CFT 2015 Preseason Preview: Pac-12 Predictions

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As the 2015 season draws near, we peek into our crystal ball and guess project how each of the five major conferences will play out. Today, we will be examining the home of the defending national champion, the Big Ten. 

And while we’re at it, check out some of our other Power Five conference predictions HERE (ACC) and HERE (Big 12) and HERE (Big Ten) as the CFT team continues to take its month-long glimpse of the upcoming season.

PAC-12 NORTH

1. Oregon (Last year: 13-2, lost to Ohio State in College Football Playoff national championship game)

First thing’s first, replacing Marcus Mariota is not exactly easy for Mark Helfrich. The Heisman Trophy winner from a year ago leaves big shoes to fill. Fortunately, Oregon added one of the top quarterbacks in the nation to transfer schools this offseason with Vernon Adams leaving FCS powerhouse Eastern Washington to join the Ducks (he is now listed as the starter). The transition will go well enough for Oregon’s offense to continue making big things happen, especially with Royce Freeman looking to join the young crop of running backs expected to have a big season. The good news is Adams has a pretty solid offensive line back with starting experience, but road trips to Michigan State and Arizona State will be tough to return home with wins. Oregon finishes the season with two wins, which puts last year’s national runner-up on the fringe of the playoff conversation at the end of the season.

2. Stanford (Last year: 8-5, beat Maryland in Foster Farms Bowl)

Stanford will once again be Oregon’s biggest threat in the Pac-12 North this season, while Washington takes some time to rebound and Cal’s defense a major work in progress. Defense will be the consistent key to the Cardinal this season even though it returns just a small handful of starters from last season. The biggest concern for Stanford last season was a slow-starting offense. The offense finally started to click at the end of the year and must get off to a better start this year. Kevin Hogan has nearly his entire starting offensive line back this fall, and Stanford should have a decent running game to work with. Stanford gets Oregon at home and an early road trip to USC could be a toss-up.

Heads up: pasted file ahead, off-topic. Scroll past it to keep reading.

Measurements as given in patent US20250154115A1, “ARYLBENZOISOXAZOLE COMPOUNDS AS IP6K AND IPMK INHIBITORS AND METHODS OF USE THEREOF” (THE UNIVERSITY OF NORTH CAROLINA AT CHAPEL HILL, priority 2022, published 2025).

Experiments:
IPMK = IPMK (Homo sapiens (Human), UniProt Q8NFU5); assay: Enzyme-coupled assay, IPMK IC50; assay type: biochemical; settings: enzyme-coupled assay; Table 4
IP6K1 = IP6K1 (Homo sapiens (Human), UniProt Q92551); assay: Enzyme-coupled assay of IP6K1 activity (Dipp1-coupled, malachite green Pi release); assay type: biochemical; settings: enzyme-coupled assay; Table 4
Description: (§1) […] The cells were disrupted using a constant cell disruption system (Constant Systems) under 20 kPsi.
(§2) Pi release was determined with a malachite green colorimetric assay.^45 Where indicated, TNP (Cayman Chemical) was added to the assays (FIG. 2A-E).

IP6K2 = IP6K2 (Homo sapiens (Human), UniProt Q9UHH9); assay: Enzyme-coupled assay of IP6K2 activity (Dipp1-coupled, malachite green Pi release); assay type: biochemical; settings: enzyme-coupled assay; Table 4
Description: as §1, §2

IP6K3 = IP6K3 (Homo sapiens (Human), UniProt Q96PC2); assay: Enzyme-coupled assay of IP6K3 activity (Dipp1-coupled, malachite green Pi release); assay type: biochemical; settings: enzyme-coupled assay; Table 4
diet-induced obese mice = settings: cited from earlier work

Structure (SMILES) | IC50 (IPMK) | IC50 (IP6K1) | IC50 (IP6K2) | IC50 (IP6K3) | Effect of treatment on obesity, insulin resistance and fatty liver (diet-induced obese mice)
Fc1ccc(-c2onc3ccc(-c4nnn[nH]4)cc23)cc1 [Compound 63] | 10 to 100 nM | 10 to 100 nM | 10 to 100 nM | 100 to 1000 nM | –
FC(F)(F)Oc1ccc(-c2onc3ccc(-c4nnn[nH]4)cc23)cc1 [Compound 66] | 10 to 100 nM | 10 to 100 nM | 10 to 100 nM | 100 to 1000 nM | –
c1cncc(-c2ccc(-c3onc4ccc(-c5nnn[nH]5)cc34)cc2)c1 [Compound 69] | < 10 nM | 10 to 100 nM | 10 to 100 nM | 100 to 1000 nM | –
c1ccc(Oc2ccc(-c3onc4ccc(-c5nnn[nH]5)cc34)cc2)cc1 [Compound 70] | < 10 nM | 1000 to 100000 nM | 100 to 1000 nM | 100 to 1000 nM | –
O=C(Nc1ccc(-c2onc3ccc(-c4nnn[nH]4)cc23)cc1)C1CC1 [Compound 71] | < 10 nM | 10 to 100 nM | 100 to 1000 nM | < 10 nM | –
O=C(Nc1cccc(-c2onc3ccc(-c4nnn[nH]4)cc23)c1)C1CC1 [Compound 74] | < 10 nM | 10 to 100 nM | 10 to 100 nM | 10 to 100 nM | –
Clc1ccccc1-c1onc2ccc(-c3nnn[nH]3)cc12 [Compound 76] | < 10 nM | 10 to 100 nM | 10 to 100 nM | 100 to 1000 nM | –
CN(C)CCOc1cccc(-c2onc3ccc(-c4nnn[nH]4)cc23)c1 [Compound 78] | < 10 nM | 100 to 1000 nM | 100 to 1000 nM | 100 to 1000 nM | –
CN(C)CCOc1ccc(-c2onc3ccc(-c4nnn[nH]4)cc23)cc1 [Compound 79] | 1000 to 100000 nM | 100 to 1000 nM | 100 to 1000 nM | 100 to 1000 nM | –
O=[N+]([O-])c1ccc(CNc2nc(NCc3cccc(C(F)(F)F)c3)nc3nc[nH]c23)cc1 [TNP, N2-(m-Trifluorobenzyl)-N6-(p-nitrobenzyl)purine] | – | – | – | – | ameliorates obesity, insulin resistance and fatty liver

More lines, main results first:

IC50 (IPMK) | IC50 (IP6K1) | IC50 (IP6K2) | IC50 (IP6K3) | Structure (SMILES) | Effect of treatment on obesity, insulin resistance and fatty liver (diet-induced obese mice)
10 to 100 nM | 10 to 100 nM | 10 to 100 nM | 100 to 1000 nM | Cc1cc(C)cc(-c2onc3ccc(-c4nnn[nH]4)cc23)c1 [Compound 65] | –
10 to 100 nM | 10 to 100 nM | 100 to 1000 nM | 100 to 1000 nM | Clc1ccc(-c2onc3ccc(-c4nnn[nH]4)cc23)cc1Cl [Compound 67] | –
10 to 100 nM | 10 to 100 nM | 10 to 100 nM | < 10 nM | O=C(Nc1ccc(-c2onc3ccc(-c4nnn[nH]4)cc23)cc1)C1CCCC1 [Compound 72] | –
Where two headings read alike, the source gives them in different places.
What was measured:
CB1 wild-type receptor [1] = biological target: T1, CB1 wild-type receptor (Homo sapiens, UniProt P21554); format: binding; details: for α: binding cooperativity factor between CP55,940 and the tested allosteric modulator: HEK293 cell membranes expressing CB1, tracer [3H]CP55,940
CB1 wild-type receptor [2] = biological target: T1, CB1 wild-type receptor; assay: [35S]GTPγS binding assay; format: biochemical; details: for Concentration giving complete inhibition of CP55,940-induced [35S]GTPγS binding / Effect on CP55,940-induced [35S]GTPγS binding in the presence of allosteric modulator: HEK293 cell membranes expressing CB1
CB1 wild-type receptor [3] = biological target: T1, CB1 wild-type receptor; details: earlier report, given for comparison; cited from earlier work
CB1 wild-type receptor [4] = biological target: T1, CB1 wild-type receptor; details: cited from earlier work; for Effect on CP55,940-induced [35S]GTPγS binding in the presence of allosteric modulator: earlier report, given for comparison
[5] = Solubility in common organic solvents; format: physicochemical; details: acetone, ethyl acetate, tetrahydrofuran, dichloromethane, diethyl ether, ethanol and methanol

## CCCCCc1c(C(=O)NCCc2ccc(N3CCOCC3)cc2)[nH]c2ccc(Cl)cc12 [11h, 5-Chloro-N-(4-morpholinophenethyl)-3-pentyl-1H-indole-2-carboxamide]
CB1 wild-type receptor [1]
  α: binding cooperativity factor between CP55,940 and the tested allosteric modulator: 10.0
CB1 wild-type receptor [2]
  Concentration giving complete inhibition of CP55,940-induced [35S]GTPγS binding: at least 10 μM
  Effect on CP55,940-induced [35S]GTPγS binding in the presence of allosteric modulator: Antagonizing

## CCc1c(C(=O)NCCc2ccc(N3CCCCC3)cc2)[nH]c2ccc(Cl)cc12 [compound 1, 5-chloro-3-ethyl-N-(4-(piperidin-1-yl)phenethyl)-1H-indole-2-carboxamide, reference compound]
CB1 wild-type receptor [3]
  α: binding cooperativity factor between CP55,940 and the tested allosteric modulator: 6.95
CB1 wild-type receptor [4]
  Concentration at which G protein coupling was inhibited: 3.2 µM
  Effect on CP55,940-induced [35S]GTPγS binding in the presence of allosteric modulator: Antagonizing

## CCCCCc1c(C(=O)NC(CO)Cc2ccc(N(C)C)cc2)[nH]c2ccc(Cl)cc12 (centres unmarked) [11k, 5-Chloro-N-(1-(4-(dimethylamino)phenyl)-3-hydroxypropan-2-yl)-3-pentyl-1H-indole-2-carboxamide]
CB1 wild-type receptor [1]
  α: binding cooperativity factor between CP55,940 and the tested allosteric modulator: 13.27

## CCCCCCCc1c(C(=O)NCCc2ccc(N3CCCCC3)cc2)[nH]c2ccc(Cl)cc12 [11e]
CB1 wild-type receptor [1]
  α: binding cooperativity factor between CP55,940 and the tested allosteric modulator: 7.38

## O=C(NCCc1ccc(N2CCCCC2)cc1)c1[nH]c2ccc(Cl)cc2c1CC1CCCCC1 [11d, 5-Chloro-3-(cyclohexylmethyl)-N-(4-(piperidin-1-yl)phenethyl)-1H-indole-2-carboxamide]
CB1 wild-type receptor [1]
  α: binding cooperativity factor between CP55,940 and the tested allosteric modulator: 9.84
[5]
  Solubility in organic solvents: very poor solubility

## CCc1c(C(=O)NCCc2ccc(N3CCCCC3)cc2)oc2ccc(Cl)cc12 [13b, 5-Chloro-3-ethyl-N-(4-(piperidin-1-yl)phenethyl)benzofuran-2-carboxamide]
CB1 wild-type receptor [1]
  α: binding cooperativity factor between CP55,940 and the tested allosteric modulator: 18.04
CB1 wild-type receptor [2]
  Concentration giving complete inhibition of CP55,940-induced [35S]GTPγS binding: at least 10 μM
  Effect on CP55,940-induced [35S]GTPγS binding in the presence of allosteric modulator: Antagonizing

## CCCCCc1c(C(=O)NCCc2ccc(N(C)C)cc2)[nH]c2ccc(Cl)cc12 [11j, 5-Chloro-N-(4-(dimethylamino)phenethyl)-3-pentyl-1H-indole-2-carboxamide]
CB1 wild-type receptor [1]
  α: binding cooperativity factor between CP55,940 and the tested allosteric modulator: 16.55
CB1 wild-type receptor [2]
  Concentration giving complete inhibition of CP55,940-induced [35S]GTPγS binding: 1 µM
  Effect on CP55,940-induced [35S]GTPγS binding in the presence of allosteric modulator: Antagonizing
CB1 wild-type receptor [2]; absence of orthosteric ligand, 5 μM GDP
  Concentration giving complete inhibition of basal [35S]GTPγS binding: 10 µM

3. Washington (Last year: 8-6, lost to Oklahoma State in the Cactus Bowl)

I still believe good things are coming to Washington under Chris Petersen. I just think this is a step back before the Huskies start stepping forward. There are just too many holes on the roster right now after losing a load of talent to the NFL. Give Petersen some time though and Washington should be an improved team in 2016. This season could get off to a rough start on the road against Boise State and a home game against Utah State. Good for the Mountain West Conference. Not so good for the Pac-12. Washington also gets USC, Oregon and Stanford in consecutive weeks in the middle of the year. Ouch.

4. California (Last year: 5-7)

No win total will justify how fun this team will be to watch this season. The offense is there with Jared Goff leading the offense. The defense is a different story, as it will struggle to slow down anybody. Cal suffered some close calls last season. Getting to six wins is not impossible if the Bears can get off to a fast start. I’m just not sure if they will do that. A 1-3 record before hosting Washington State is what I’m seeing in the cards, and that cannot happen if Cal is to go bowling this season.

5. Oregon State (Last year: 5-7)

Mike Riley left for Nebraska, and he may have taken the good vibes with him this season. In steps Gary Andersen, fresh off a 59-0 beatdown at the hands of Ohio State in the Big Ten championship game last year. Andersen is a good enough coach to make Oregon State do some good things, but his defense returns just two starters and he inherits an unstable quarterback situation lacking in experience. They may be up and down in the first half of the season but they run into a wall starting with, believe it or not, Colorado.

6. Washington State (Last year: 3-9)

The Mike Leach experiment at Washington State may come to a close soon if things do not show promise and progress this season in Pullman. After winning just three games last season, the Cougars added some junior college experience to the roster this season. If Leach can channel his inner Bill Snyder (whom Leach once called a sorcerer), maybe the Cougars can scratch together enough wins to reach the postseason. I’m not sure I see enough of those wins though, especially in Pac-12 play.